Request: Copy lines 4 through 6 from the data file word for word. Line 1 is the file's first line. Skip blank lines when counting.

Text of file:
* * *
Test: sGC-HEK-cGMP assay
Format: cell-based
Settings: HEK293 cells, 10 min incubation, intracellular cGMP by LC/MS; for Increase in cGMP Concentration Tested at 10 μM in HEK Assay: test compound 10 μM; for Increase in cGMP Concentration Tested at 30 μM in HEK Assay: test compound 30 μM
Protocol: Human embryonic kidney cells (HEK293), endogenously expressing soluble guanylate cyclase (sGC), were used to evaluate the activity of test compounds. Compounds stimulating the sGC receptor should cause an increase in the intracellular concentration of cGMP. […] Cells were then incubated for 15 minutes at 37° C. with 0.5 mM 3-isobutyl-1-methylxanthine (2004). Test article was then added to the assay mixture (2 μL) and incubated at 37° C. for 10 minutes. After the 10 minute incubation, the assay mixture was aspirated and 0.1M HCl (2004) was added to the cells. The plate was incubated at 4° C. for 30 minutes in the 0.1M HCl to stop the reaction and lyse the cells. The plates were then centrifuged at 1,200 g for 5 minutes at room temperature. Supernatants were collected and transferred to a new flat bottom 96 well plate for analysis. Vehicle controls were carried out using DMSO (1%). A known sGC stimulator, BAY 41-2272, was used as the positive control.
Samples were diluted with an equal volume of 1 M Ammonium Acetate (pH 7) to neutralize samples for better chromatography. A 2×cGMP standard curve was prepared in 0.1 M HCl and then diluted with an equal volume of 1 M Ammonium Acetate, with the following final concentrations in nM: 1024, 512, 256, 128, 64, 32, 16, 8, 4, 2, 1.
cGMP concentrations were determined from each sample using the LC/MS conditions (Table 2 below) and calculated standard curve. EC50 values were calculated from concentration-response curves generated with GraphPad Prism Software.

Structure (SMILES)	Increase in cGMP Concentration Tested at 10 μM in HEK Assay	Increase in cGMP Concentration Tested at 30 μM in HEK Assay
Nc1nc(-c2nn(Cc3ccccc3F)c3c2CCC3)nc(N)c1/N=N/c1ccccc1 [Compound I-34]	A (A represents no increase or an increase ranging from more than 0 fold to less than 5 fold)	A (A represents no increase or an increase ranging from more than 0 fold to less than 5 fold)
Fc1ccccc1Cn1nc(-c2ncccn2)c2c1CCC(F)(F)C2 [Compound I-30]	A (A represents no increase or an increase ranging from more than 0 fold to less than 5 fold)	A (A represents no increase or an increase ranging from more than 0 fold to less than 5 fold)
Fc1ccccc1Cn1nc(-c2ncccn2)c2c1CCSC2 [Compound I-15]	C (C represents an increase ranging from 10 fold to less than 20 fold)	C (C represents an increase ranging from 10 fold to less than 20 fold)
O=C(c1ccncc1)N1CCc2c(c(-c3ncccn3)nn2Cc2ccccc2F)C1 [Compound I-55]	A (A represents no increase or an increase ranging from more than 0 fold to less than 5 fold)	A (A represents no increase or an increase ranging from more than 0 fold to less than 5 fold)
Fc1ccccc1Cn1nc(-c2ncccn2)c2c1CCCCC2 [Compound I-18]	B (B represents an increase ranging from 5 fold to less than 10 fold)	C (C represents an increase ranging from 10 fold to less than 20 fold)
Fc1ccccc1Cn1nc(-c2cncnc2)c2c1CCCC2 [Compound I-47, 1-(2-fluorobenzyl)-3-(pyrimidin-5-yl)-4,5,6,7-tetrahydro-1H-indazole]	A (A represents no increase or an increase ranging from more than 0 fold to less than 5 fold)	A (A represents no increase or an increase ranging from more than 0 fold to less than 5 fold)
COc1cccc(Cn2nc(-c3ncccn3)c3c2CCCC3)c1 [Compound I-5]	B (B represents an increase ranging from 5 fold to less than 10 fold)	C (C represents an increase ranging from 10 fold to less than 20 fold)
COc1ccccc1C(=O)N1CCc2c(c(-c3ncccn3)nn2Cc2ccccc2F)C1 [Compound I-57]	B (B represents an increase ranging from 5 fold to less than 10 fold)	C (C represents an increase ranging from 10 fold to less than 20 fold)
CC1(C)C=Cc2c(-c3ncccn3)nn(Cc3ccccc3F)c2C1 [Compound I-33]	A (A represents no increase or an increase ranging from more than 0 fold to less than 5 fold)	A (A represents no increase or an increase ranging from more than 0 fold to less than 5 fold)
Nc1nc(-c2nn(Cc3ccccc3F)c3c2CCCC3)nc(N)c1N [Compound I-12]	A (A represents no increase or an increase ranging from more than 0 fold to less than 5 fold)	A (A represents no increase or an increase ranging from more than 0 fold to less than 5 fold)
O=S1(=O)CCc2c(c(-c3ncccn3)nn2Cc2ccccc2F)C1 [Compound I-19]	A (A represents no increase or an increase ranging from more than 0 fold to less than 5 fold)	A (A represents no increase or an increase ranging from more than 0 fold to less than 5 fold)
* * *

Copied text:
Protocol: Human embryonic kidney cells (HEK293), endogenously expressing soluble guanylate cyclase (sGC), were used to evaluate the activity of test compounds. Compounds stimulating the sGC receptor should cause an increase in the intracellular concentration of cGMP. […] Cells were then incubated for 15 minutes at 37° C. with 0.5 mM 3-isobutyl-1-methylxanthine (2004). Test article was then added to the assay mixture (2 μL) and incubated at 37° C. for 10 minutes. After the 10 minute incubation, the assay mixture was aspirated and 0.1M HCl (2004) was added to the cells. The plate was incubated at 4° C. for 30 minutes in the 0.1M HCl to stop the reaction and lyse the cells. The plates were then centrifuged at 1,200 g for 5 minutes at room temperature. Supernatants were collected and transferred to a new flat bottom 96 well plate for analysis. Vehicle controls were carried out using DMSO (1%). A known sGC stimulator, BAY 41-2272, was used as the positive control.
Samples were diluted with an equal volume of 1 M Ammonium Acetate (pH 7) to neutralize samples for better chromatography. A 2×cGMP standard curve was prepared in 0.1 M HCl and then diluted with an equal volume of 1 M Ammonium Acetate, with the following final concentrations in nM: 1024, 512, 256, 128, 64, 32, 16, 8, 4, 2, 1.
cGMP concentrations were determined from each sample using the LC/MS conditions (Table 2 below) and calculated standard curve. EC50 values were calculated from concentration-response curves generated with GraphPad Prism Software.